Penny’s lawyers wrote that “Daniel never intended to harm Mr. Neely and could not have foreseen his untimely death.”
Neely’s family also hired legal representation for this case and is fighting back against Penny’s portrayal of the event. Their attorneys provided a detailed response to Penny’s statement on Monday calling it a “character assassination and a clear example of why he believed he was entitled to take Jordan’s life.”
The statement goes on to say, in part:In the first paragraph he talks about how “good” he is and the next paragraph he talks about how “bad” Jordan was in an effort to convince us Jordan’s life was “worthless.” The truth is, he knew nothing about the Jordans history when he intentionally wrapped his arms around Jordan’s neck, and squeezed and kept squeezing. In the last paragraph, Daniel Penny suggests that the general public has shown “indifference” for people like Jordan, but that term is more appropriately used to describe himself. It is clear he is the one who acted with indifference, both at the time he killed Jordan and now in his first public message. He never attempted to help him at all. In short, his actions on the train, and now his words, show why he needs to be in prison.
One of their lawyers, Donte Mills, told Rev. Al Sharpton on MSNBC’s “PoliticsNation” that Neely struggled and “had demons” ever since his mother’s vicious murder when he was 14. Family members said he never fully recovered and was homeless at the time of his death.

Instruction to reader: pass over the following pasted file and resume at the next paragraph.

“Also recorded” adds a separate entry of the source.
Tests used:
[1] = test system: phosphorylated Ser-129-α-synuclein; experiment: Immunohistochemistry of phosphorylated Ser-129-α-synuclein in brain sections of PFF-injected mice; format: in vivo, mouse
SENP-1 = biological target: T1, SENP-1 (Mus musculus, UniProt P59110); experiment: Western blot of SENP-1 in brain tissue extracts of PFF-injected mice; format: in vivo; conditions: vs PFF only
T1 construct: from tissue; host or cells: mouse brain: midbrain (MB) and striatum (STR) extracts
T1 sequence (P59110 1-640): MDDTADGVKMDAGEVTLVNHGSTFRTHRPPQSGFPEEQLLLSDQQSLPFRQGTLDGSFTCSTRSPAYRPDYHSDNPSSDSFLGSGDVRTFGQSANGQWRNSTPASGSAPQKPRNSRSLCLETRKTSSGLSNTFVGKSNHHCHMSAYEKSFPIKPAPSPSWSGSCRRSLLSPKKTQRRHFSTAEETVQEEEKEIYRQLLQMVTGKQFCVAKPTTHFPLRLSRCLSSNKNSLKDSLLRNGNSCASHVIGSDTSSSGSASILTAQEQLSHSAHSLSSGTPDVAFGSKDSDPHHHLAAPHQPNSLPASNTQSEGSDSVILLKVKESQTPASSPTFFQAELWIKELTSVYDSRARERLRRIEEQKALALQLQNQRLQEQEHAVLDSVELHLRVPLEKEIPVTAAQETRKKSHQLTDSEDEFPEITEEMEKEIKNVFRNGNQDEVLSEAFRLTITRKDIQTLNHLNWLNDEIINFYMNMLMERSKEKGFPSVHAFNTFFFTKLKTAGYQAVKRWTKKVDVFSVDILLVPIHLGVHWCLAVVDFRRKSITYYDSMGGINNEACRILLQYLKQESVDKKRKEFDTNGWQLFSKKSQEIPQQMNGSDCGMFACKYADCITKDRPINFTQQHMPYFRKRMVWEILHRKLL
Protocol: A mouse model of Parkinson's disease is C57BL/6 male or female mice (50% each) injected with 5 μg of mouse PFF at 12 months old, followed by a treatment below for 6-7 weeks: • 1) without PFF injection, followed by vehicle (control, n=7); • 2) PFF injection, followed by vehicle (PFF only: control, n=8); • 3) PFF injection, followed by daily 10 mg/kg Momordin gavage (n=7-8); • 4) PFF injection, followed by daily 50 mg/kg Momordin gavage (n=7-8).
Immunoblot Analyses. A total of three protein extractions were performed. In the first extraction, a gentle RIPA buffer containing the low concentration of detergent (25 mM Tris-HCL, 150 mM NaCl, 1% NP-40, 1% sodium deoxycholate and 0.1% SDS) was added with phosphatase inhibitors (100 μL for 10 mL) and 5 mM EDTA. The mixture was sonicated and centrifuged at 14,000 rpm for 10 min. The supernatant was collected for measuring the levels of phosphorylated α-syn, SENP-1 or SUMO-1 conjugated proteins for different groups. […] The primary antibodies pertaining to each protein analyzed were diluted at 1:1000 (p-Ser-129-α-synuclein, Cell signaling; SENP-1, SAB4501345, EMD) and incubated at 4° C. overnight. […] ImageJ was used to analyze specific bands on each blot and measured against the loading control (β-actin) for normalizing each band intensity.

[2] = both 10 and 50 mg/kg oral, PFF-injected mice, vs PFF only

Neely’s death has sparked arguments over the treatment of mentally ill, unhoused people and conversations about the ethics of vigilantism and the correct circumstances where such behavior should be applied.
New York Gov. Kathy Hochul gave remarks on Thursday about the incident. When asked about how subway riders should respond to people boarding the trains acting erratically, she responded by saying, “It’s a case-by-case situation.”
However, she denounced the case stating that it was clear that Neely “was not going to cause harm to these other people” and called the responses of Penny and two other passengers seen on video restraining Neely “extreme.” Hochul said she approved the district attorney’s review of the case.
New York City Mayor Eric Adams offered no strong opinion on the incident. When asked on CNN what passengers should do when faced with people having mental health episodes, he said, “Each situation is different. … We cannot just blanketly say what a passenger should or should not do in a situation like that. We should allow the investigation to take its course.”
Over the last week, demonstrations have broken out all over New York City with fierce, widespread calls from the public to the Manhattan District Attorney’s Office to indict Penny and prosecute the case.
On Saturday, some demonstrators took to the subway rails at a station on Lexington Avenue and 63 Street to stand on tracks and protest while disrupting train service.
Officers who responded to the scene were able to remove people from the tracks, but they continued protesting on the platform. The demonstrations escalated with police and protestors clashing in a few instances. Fox 5 New York reports that 13 people were arrested as a result.